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TWYMF Artist Brunch

Artists Answer the Questions Asked

Since early 2019, Black Cube has hosted monthly potluck brunches for artists at our HQ outside of Denver, CO. The idea was simple – to offer a space for our local artists to gather for a meal and to raise questions or topics that are important to them. Each brunch features a different artist, who in turn poses a few questions to the group and selects the main brunch ingredient for us to serve.

In light of the current pandemic and the requisite cancellation of the physical brunch (they will continue virtually), we thought it would be an apt moment to reflect on the topics past artists have raised. And, for each artist to respond to one of their questions under the lens of our current socially isolated reality.

Below are the questions from artists who’ve participated in our TWYMF brunch: Joseph Coniff, Jessica Langley, Viviane Le Courtois, and Sophie Lynn Morris.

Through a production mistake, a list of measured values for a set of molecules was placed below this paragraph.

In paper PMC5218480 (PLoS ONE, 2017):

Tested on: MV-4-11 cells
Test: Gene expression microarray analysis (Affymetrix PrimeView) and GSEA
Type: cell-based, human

TWYMF Artist Brunch
Coniff's Denver studio (main space)

Joseph Coniff
Black Cube: During our TWYMF program, you posed the following questions to artists who attended the brunch. Why did you pose these questions to the group?

1. Who do you make work for?
Joseph Coniff: I find the time I spend making things to be important for both my mental and physical wellbeing. With that said, I rarely think about who I'm making work for. If I feel out of whack, there's a good chance I haven't spent enough time in my studio. I posed this question at the brunch to see if others have the same relationship to making art and to learn more about what motivates people.

2. Is art a productive way to present ideas?